Schwarzenbauer, who ran Audi's sales and marketing for more than four years, led Audi's global expansion by increasing the brand's presence in the United States, boosting sales volumes in China and gaining market share across Europe while maintaining profitability.
He left last August as part of a broader reshuffling of management by parent Volkswagen Group. Luca de Meo, a former chief marketing officer with Fiat, then took the top sales post at Audi.
In Schwarzenbauer's first year on the job in 2008, Audi crossed the threshold of 1 million in car sales. The brand's deliveries rose to a record 1.46 million cars in 2012.
Audi reported 2.77 billion euros (3.61 billion euros) in operating profit and a return on sales of 8.1 percent in the year he joined. Operating profit last year surged to 5.38 billion euros, with an 11 percent operating margin, making Audi one of the world's most profitable carmakers.
Schwarzenbauer left Audi, the largest earnings contributor at VW, in the wake of the management revamp. The reshuffle last year also triggered the departure of VW's former China chief Karl-Thomas Neumann, who became CEO at General Motors Co.'s Opel unit earlier this month, and Audi's former head of research and development Michael Dick.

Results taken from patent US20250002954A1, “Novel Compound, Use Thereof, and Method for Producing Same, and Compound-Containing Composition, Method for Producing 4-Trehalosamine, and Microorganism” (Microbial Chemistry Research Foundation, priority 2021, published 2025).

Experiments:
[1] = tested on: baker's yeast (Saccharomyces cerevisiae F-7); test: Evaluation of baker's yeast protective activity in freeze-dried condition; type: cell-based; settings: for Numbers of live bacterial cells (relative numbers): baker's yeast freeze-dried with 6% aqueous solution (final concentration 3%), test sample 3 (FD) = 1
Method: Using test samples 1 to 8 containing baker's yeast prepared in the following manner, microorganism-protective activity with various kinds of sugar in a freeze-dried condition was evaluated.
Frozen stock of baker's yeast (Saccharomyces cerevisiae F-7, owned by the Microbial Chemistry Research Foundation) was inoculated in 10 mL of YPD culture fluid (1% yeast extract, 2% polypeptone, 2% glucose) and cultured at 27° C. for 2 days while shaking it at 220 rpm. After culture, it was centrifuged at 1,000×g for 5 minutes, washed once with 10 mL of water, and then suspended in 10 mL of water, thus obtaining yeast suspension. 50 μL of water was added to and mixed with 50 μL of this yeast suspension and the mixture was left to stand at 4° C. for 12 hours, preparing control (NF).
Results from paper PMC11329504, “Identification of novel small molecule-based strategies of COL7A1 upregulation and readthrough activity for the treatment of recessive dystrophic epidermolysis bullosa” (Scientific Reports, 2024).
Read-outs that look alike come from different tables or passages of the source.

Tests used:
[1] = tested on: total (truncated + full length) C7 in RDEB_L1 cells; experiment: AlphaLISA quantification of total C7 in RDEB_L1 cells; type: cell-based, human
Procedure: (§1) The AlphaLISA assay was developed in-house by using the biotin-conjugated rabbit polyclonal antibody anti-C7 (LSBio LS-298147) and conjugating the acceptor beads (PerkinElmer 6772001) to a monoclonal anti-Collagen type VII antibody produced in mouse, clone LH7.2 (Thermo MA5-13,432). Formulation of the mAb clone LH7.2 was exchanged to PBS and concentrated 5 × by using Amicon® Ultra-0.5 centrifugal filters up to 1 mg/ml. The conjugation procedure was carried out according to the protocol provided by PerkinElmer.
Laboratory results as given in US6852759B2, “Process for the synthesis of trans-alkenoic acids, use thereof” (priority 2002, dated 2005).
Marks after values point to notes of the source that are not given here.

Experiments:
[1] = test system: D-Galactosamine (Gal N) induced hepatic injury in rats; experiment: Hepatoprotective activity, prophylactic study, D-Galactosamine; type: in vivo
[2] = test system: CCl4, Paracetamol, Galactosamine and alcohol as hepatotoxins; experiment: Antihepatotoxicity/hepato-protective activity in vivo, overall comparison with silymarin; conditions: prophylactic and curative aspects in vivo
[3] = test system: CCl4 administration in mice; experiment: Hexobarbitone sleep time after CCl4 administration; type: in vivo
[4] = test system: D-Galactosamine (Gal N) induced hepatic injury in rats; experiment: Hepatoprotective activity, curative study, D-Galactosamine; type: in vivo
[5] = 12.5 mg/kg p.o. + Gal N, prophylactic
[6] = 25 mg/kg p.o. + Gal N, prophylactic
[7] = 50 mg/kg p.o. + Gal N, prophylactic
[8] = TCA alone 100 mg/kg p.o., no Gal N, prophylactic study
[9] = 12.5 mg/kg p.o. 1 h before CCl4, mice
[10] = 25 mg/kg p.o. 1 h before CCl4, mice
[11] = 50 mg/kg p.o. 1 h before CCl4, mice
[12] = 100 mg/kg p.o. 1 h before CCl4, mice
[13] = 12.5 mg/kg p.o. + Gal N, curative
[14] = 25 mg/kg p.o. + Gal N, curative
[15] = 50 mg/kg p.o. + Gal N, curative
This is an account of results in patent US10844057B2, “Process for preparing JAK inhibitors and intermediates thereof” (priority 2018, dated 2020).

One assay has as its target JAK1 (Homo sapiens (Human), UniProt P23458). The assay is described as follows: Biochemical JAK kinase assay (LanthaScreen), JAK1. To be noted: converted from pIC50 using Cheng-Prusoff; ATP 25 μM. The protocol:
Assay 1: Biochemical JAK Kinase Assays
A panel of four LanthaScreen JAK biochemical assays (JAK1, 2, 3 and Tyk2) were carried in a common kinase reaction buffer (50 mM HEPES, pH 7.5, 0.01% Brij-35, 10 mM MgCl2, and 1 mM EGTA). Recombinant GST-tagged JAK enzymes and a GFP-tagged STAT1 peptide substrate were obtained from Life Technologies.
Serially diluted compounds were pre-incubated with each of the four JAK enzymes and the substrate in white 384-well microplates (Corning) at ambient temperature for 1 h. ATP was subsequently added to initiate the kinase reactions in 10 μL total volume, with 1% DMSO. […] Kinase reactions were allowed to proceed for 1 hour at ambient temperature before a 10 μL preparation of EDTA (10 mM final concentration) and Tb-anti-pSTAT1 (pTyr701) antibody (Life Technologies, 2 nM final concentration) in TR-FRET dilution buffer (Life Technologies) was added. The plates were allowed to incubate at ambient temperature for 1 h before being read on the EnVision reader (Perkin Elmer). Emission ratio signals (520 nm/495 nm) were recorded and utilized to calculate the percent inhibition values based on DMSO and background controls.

VW CEO Martin Winterkorn told reporters last June during a press conference in Stuttgart that Schwarzenbauer would leave Audi, without elaborating on the reason for his departure.
Former Porsche U.S. boss
Schwarzenbauer, 53, was born in the Bavarian city of Weissenburg, Germany, and went to high school in Munich and Nova Friburgo, Brazil. After studying business administration at the Munich University of Applied Sciences, he joined BMW in 1984 and held several positions within the marketing and sales department. He left BMW to join Porsche in 1994 and became CEO of the sports-car maker's North American division in 2003. Five years later, he took over the management board position responsible for sales and marketing at Audi.
BMW and Audi are battling it out this year for the top sales position in premium autos, with the BMW brand securing a 407-car lead in the first two months of the year.
BMW's supervisory board will probably discuss the appointment on Thursday, sources said. Bill McAndrews, a BMW spokesman, said the automaker does not comment on "personnel speculation."